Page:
Making athletes better by making them...worse?

What would you say if I told you that you can make someone better by intentionally making them worse?

Before you call me crazy, try this trick out.

Let’s create a situation where you’re working with a pitcher. On this day, they’re struggling to find their optimal arm slot. This is a pretty common issue we see when kids first come into the shop. There are a lot of different ways we could find a solution to this problem. We could do an athletic throw variation and see if that helps them work back into a more natural position. We could show them a visual of where they’re at and explain where they need to be. Maybe the problem isn’t even with the arm. Maybe the pelvis and trunk need to get into better positions so the arm can sync up and match planes for a more efficient movement.

Here’s the problem: If the thrower doesn’t have great feel for their arm slot, all of these solutions will fall short. If we want to create a long term solution, we can’t just focus on the position of the arm. We need to focus on what can, or cannot, feel. Going against the grain is a great way to accomplish this.

If we go back to our situation above, we could try a different strategy. Instead of focusing on making the arm slot feel good, we could intentionally make it bad. Ask the thrower to make three consecutive throws. The first throw should be from a slot that feels uncomfortably high. The second throw should be from a slot that feels uncomfortable low. The third throw is the key. Ask the pitcher to find somewhere right in the middle between their first two throws.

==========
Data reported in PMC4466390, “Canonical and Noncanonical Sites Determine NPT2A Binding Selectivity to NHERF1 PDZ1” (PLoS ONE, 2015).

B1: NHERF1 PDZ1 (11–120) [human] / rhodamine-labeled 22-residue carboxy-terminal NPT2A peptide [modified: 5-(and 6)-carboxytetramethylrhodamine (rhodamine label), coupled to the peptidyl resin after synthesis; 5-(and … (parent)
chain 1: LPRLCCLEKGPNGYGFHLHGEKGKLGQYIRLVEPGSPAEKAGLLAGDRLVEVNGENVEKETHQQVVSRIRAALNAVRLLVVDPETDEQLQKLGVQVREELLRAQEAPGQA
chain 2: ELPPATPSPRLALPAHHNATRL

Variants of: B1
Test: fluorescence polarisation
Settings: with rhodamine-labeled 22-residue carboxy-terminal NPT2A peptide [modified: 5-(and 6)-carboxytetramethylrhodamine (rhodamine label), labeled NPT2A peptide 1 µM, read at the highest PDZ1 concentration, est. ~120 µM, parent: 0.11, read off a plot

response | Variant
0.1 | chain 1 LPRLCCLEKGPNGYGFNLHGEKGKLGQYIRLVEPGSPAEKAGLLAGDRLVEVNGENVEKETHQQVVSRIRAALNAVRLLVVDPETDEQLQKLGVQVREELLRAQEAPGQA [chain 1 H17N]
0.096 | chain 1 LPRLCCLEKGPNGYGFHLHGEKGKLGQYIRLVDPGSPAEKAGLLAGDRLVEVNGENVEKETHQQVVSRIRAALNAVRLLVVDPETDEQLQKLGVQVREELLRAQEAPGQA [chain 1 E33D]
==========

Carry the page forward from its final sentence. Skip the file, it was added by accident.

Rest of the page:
More times than not, this will get them exactly where they need to be. 

If you’re struggling to make a specific adjustment stick, there’s a good chance you have a feedback error. In other words, a disconnect exists between the athlete’s intention (what they want to do) and execution (how well they’re able to do it). The quality and quantity of our feedback plays a big role in bridging this disconnect.

Our players need feedback that is clear (you either succeeded or failed), immediate (I know exactly what I did after each rep), and loud (I can notice the difference between a good and bad one). If you can’t check these boxes, there’s a good chance your message is being lost in translation. A great way to avoid falling into this trap is by tapping into the power of contrast. 

The trick from above works because it magnifies a specific movement error. It’s taking something that was on low volume (subtle arm slot inefficiencies) and cranks it all the way up to the max (drastic arm slot changes). The feedback between reps, as a result, becomes much more clear. You have a point of reference for what’s bad so you can hone in on what’s better.

After all, Goldilocks didn’t know the right temperature for her porridge until she tried it just too hot and just too cold. We’re trying to do the same exact thing with our players. They need to know what’s too much, but what’s not quite enough, before they know exactly how much they need. 

As my good friend Lantz Wheeler always says: Contrast is the key to learning. If it’s not noticeable, it won’t make a noticeable difference.

Action Item: If you’re working with an athlete who struggles with:

  • Stride direction
  • Command
  • Over rotating 
  • Stacking on their back side

have them experiment on both ends of the spectrum. Make throws from extremely open and closed positions. Teach them how to intentionally throw pitchers out of the strike zone. Try to rotate too much, and then try not to rotate at all. Push off the rubber as hard as you can, and then don’t use your back leg at all. When we become buried in minutia, we need strategies to create clarity. Contrast helps us do this.

Athletes can’t just know what it feels like when it’s right. They need to know what it feels like when it’s wrong before they can figure out how to get it right.

Feel free to share if you find success with this!